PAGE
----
UN observers rushed on Saturday to a town in central Syria where scores of civilians were reportedly massacred, including 32 children, as the armed opposition renewed calls for air strikes on regime forces.
The Free Syrian Army (FSA) also announced it was no longer committed to the UN-backed peace plan for Syria unless there was prompt UN intervention to protect civilians.
The shelling of the town of Houla by regime forces began at around midday on Friday and continued until dawn on Saturday, the Syrian Observatory for Human Rights said, adding that UN observers had visited the area.
In Damascus, UN mission chief General Robert Mood said in a statement the monitors had counted more than 92 bodies in Houla, and called the incident a "brutal tragedy."
"This morning UN military and civilian observers went to Houla and counted more than 32 children and over 60 adults killed," the statement said.
French Foreign Minister Laurent Fabius condemned the massacre and said he was "making immediate arrangements for a Friends of Syria group meeting in Paris."
Earlier the rebel (FSA) urged the Friends of Syria nations to launch air strikes against President Bashar al-Assad's forces.
Turkey-based General Mustafa Ahmed al-Sheikh, head of the FSA's military council, urged "an appropriate stance after the heinous crime committed by Assad's assassin regime in the Houla region."
"We are calling urgently on the Friends of Syria to create a military alliance, outside of the UN Security Council, to carry out targeted strikes against Assad's gangs and the symbols of his regime," he said.
Later the FSA issued a statement saying: "We announce that unless the UN Security Council takes urgent steps for the protection of civilians, (Kofi) Annan's plan is going to go to hell."
The peace plan drawn up by UN-Arab League envoy Kofi Annan technically began on April 12, and days later UN observers began deploying in Syria to monitor the truce. But the violence and bloodshed have not stopped.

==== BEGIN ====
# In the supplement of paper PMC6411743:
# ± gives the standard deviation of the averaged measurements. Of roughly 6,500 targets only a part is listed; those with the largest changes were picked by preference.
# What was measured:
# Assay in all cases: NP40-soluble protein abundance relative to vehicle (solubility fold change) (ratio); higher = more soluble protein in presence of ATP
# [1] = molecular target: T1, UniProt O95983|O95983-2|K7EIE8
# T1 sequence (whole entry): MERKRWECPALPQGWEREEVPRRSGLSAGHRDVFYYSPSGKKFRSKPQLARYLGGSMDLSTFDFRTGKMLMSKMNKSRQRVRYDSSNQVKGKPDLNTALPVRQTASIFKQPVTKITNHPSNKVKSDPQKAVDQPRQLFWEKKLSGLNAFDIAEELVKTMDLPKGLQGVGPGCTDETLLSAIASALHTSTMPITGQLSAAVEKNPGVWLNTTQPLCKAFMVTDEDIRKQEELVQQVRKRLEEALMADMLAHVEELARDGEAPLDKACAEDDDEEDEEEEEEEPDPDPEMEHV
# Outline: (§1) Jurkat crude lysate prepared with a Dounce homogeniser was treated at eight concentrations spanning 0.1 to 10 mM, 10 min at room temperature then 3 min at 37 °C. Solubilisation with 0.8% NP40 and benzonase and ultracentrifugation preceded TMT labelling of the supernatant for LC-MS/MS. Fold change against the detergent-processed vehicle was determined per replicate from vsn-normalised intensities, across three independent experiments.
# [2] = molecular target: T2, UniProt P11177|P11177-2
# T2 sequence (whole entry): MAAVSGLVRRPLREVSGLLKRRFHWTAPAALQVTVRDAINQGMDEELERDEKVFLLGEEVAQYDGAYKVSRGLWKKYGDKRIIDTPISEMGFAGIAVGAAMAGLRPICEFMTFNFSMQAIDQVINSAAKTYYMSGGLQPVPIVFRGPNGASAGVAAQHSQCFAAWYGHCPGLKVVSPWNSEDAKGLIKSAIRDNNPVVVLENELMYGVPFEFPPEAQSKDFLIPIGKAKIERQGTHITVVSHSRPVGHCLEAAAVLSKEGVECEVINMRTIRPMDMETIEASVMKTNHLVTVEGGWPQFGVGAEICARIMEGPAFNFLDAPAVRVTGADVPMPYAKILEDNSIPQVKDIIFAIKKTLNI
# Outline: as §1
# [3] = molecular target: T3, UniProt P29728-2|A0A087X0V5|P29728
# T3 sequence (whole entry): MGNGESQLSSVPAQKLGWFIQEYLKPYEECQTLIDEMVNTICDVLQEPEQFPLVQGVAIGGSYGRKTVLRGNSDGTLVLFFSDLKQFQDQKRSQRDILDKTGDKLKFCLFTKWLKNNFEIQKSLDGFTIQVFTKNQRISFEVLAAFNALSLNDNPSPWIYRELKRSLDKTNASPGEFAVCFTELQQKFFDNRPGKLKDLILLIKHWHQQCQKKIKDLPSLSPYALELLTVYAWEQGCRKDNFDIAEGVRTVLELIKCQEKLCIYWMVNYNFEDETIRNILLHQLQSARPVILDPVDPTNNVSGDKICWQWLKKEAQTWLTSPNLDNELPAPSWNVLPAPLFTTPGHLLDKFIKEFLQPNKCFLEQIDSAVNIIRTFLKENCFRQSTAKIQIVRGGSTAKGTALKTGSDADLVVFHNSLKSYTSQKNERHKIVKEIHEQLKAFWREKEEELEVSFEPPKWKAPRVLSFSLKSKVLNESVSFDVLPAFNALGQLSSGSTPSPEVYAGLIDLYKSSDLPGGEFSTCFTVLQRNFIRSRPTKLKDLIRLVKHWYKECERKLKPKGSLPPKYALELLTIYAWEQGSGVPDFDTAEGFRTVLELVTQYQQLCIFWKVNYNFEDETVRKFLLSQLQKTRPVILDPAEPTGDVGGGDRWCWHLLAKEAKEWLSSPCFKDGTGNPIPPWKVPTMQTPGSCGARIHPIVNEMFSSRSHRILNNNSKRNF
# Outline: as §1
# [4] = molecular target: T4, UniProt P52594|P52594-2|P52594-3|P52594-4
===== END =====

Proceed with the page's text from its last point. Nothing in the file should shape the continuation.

Amateur videos posted on YouTube showed horrifying images of children lying dead on a floor. Some were badly mangled, with at least one child's head partly blown away.
The Britain-based Observatory accused the international community of being "complicit" in the killing and standing "silent in the face of the massacres committed by the Syrian regime."
Earlier, opposition Syrian National Council spokeswoman Basma Kodmani said "more than 110 people were killed (half of whom are children) by the Syrian regime's forces" in Houla.
"Some of the victims were hit by heavy artillery while others, entire families, were massacred."
"The Syrian National Council urges the UN Security Council to call for an emergency meeting to examine the situation in Houla and to determine the responsibility of the United Nations in face of such mass killings, expulsions and forced migration from entire neighbourhoods," she added.
State news agency SANA blamed "armed terrorist groups" for the killings, adding that "clashes led to the killing of several terrorists and the martyrdom of several members of the special forces."
Regime forces pounded rebel positions elsewhere in Homs province on Saturday, according to the Observatory, which reported 18 people killed in violence across the country, including 13 civilians.
Saturday's dead included a civilian killed in the Homs rebel bastion of Qusayr, the Observatory said, adding that three others died elsewhere in the restive province.
Protests took place on Saturday against the reported massacre in Houla, anti-regime activists said.
In Kfarnabel, in the northwestern province of Idlib, scores of men and women took to the streets to honour the dead, chanting: "We sacrifice our soul and life for you, O people of Houla," according to an amateur video on YouTube.
Protesters were also angry with the international community.
One demonstrator held up a sign reading: "Annan is singlehandedly responsible for the Houla massacre," blaming the former UN chief for continued violence.
Annan's six-point peace plan included a ceasefire that has been breached daily since going into effect on April 12.
The envoy is to travel to Syria "soon" as he continues efforts to find a peaceful solution to the crisis, his spokesman Ahmad Fawzi said. Diplomats in Geneva said Annan would visit Damascus early next week.
France's foreign minister condemned "the atrocities committed daily by Bashar al-Assad on his own people. With these new crimes his murderous regime plunges Syria further into horror and threatens regional stability."
Fabius said UN observers should complete their deployment in line with Annan's plan.
Saying he would speak to Annan on Sunday, Fabius added: "In the face of horror, the international community must mobilise still further to stop the martyrdom of the Syrian people."
More than 12,600 people have been killed in Syria in the revolt against Assad's rule, including nearly 1,500 since the UN-backed came into effect, according to Observatory figures.